It would probably be deeply inappropriate to pass comment on storytelling factors like 'character progression' in a story which is, ultimately, an artistic reflection of Dini's most turbulent years. But it is true, the way in which we see the author develop from his childhood years, all the way through his early days at Warner - with an uncompromising wit to match - is deeply gratifying.To then see the writer making self-aware jibes at storytelling clichés once synonymous with autobiographical accounts, in light of the hard hitting nature of the book's narrative, only cements just why everyone in the medium loves him. It's endearing, intelligent and dark all at once - three traits that are, rather ironically, synonymous with the Caped Crusader himself. Vertigo A review of Dini's deeply moving account of his journey through issues both minute and gargantuan would, however, be incomplete without making note of the dexterity in which Eduardo Risso's art compliments Dini's tale.

Colourful and vibrant at times, yet dark and macabre at others, Risso once again displays here that he is an artist of many styles and talents, navigating the author's script with the same shifting and sensitive tones that are inherent with a book of this nature. It's apt that some imagery feels slightly derivative of the gothic tones of Batman: The Animated Series, but it still feels human, capturing both the fantastical and the unvarnished with ease. It is, quite simply, wonderful.What makes Dark Night so special is that it manages to exist as multiple things all at once. It is, much like the title suggests, a Batman story. It offers erudite reflection of the ways in which media can impact the human experience on a personal level, yet it does so whilst taking an uncompromising approach to self-examination. Much like the characters Dini has brought to life, he himself is an incredibly relatable protagonist - one just as much emboldened by fiction as he was once encumbered by it. At times, it can make for an uncomfortable read, but it is - to paraphrase one of the book's commendations - incredibly courageous. Never before have we seen this in the medium, but it's so incredibly moving. Vertigo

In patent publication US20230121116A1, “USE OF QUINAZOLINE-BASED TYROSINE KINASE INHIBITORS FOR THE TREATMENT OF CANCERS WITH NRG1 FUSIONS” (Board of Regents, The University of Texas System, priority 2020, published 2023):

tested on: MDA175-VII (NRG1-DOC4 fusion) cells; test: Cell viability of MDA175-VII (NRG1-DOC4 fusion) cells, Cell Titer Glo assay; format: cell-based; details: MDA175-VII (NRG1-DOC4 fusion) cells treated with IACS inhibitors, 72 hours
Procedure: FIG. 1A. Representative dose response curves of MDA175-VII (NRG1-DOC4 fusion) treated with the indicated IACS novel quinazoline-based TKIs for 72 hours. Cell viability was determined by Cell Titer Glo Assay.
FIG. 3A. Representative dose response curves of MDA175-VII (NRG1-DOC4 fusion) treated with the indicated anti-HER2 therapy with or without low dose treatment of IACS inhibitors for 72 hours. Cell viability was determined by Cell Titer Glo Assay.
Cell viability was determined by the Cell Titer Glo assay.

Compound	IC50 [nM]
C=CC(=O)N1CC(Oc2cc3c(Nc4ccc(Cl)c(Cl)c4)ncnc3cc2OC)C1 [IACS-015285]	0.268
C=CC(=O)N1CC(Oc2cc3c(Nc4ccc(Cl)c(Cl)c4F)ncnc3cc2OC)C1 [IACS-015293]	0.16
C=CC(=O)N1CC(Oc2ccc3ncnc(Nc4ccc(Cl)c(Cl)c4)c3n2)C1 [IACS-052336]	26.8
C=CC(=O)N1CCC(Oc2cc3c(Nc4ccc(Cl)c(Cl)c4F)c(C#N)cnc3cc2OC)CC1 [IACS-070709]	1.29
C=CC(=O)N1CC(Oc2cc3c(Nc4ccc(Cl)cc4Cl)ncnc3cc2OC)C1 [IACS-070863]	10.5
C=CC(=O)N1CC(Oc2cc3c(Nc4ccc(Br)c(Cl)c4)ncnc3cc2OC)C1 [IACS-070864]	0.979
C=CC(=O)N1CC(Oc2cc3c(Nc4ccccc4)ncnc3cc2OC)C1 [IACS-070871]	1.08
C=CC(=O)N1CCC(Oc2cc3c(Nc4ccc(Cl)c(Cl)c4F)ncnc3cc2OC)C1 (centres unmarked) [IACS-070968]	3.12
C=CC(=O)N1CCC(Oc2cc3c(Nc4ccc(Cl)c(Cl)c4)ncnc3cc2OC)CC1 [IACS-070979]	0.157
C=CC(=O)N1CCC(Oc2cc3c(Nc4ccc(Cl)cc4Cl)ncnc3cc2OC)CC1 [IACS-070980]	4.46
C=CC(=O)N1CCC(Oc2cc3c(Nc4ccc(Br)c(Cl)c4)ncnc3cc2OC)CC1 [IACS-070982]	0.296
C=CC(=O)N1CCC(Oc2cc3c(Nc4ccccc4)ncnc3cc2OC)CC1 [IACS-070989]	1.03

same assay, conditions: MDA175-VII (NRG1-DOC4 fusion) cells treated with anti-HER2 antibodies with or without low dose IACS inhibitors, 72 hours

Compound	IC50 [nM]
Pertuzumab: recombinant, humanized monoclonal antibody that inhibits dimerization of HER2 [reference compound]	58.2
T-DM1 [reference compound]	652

Though I've been a massive fan of Paul Dini's work for years now (heck, Batman: The Animated Series served as my own introduction into the superhero genre when I was but wee), I didn't really know what to expect from Dark Night. I suppose at first I thought it was going to be deeply psychological, and whilst there are those elements within, Dini's quintessential style is ever present.

The way in which he so effortlessly marshals his experiences into a well-developed, nuanced and emotive story makes for what is, quite possibly, the best Batman story of the decade. With due sensitivity, Dini has offered a window into some of his most personal experiences - ones that will both provoke and captivate - and it's clear that he's much stronger because of it.If anything really summarises Dark Nights' special qualities however, you only have to look towards one scene involving The Joker. You see, to the Clown Prince, it's a lampoon-worthy narrative deserving of nothing more than a clichéd 'Feel-Good story of the year' award, but to label it as such is, as Dini dismisses, isn't even worthy of comment. As the himself realises in the book's closing panels, this was a tale worth telling - an experience worth sharing.Bravo, Paul. Bravo.

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WhatCulture's very own Comic Book Editor. Cats, comic books and spaghetti westerns are my thing. Rants about stuff @AbuseDepository